7, Big Oil and batteries. German domestic battery manufacturer Sonnen took in another €60m investment round, led by Shell Ventures. Sonnen said it would use the money to expand in the US and Australia. The company has now sold 30,000 battery systems worldwide and increasingly focuses on its ‘Sonnen Community’ offer that provides peer-to-peer energy trading between battery owners. BP put $20m into Israeli start-up StoreDot, which has been developing technology for ultra-rapid charging of batteries. Currently StoreDot focuses on phone batteries but if its ideas work they may be transferable to much larger cells. (Advertisement: both Sonnen and StoreDot have been previously featured in this newsletter as having world-class potential).
8, More on batteries and car charging. A new joint venture unveiled plans to put a network of batteries on major UK routes to enable reliable supply of electricity for car charging. The company talks of putting as many as forty five 50 MW batteries close to the high voltage grid, enabling cheaper electricity supply and minimising the strains on the distribution network. The intention is to offer ultra-fast charging (150 kW and above). The immediate problem is that no existing cars can accept charging at this rate.
9, EV forecasts. Bloomberg gave us its latest predictions for EV sales. Last year it significantly increased its forecasts but this year saw few major changes. In fact, the new report shows a slight decline in the number of EVs expected to be sold in 2040 - about 60m down from about 62m – although this in the context of a prediction that world sales of all cars will be 10% lower than previously predicted. Bloomberg sees a strong move to purely battery vehicles and away from hybrids. The share of world sales in 2040 represented by EVs is 55%. I find this a strange number; if EVs are cheaper than equivalent ICEs before 2025, as Bloomberg says, and are also much cheaper to run, maintain and insure, why would sales in 2040 not be nearly 100%? Separately, it sees world urban bus sales transitioning to electricity far quicker than cars.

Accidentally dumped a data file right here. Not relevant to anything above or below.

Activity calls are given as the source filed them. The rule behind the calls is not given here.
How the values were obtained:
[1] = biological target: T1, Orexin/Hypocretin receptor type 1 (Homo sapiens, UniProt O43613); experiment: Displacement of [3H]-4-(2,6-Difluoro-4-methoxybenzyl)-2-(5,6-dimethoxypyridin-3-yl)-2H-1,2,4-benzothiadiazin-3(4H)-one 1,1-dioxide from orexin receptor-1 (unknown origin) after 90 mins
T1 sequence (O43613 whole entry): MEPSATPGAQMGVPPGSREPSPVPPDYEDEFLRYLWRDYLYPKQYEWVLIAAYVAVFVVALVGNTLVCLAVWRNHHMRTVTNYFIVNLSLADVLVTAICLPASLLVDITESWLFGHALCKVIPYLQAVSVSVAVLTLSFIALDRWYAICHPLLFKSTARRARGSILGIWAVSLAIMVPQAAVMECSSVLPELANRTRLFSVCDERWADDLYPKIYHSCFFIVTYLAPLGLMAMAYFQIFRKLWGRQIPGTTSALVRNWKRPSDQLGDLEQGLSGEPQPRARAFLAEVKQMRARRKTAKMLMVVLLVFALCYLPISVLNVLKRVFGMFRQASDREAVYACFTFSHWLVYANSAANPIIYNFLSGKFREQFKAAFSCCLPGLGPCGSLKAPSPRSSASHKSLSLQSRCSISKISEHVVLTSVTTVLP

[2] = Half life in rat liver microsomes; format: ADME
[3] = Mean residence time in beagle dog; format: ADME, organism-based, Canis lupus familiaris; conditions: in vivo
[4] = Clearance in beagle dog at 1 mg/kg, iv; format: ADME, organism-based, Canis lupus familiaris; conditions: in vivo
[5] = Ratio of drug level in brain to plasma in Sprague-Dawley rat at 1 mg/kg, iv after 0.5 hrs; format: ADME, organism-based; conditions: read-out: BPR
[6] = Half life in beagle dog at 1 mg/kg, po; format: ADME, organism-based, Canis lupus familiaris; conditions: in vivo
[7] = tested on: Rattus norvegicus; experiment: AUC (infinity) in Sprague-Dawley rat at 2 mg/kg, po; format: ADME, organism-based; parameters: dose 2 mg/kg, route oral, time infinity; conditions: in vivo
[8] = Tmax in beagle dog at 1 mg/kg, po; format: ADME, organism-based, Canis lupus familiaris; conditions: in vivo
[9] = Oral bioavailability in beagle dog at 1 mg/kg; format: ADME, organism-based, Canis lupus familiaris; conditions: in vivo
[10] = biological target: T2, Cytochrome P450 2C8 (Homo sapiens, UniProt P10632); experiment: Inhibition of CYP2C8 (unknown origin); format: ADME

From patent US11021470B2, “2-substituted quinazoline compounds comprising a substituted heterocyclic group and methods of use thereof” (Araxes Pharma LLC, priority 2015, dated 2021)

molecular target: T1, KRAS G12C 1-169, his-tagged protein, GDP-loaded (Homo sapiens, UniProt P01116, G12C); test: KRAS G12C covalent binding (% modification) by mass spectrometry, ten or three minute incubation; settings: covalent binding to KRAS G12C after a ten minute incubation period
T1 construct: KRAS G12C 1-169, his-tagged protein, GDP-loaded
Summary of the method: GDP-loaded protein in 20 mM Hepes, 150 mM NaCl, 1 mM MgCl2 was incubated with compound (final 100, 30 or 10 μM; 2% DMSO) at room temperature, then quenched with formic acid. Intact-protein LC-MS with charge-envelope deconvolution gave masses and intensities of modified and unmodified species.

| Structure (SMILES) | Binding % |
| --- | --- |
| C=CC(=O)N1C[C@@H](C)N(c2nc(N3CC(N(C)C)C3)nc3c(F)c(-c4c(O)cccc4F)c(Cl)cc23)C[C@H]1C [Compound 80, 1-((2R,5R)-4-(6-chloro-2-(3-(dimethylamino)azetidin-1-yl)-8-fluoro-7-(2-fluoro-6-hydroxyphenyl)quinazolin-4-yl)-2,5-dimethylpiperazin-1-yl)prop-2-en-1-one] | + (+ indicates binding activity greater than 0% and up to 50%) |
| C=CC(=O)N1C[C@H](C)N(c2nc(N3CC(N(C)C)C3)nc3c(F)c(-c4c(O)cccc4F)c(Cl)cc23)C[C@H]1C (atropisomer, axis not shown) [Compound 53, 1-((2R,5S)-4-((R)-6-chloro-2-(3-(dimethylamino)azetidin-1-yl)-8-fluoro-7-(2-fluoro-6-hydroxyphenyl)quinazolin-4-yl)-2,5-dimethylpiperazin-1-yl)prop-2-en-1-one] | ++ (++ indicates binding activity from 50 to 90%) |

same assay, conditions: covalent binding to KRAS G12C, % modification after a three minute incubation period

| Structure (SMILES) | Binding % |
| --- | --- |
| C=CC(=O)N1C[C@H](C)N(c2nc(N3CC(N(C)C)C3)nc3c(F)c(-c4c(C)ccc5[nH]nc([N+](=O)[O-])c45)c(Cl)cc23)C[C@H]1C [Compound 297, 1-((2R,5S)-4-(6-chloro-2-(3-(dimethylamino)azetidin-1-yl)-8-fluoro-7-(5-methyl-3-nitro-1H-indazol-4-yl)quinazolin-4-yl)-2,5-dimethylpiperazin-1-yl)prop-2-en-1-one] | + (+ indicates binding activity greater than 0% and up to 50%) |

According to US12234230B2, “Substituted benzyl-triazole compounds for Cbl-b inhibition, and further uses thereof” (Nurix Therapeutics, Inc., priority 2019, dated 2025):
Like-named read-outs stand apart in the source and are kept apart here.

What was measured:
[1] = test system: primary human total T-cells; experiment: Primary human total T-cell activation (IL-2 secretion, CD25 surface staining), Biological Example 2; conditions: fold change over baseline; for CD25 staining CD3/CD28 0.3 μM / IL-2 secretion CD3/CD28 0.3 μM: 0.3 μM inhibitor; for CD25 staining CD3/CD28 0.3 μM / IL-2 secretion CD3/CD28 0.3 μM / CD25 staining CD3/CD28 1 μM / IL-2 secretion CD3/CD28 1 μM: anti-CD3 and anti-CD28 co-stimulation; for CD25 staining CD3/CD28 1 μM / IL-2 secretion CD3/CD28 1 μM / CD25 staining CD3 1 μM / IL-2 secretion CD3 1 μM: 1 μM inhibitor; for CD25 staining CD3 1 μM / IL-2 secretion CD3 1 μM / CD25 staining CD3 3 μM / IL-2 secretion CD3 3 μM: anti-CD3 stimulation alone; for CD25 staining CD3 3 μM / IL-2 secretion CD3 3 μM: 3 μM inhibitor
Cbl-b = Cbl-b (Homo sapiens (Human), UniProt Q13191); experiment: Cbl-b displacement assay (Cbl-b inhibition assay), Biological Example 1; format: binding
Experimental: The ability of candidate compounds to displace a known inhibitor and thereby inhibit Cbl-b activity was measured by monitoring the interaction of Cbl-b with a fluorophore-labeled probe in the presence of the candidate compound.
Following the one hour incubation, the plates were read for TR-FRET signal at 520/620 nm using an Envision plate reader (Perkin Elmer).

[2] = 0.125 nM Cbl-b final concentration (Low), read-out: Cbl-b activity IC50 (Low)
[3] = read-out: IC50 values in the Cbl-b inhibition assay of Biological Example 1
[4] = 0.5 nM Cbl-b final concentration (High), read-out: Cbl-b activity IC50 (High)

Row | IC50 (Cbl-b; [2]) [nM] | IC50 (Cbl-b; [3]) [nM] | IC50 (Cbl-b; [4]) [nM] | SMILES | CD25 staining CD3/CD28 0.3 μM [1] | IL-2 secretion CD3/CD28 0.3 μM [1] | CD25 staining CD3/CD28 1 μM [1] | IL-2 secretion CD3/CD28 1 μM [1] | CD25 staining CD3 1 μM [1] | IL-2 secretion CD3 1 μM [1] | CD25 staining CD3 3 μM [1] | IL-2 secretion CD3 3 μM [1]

10, Hydrogen (and battery) ferries. Norway is launching a tender for zero emissions ferries for short distance routes. The first ferry is expected to go into service in 2021. A hydrogen fuel cell will provide ‘baseload’ electricity during trips while batteries will supplement the power at times of higher load, such as when the ships accelerate. Probably correctly, Norway reckons it can build a world lead in electrifying short-distance ferries, although Finnish competitors also want to dominate the market.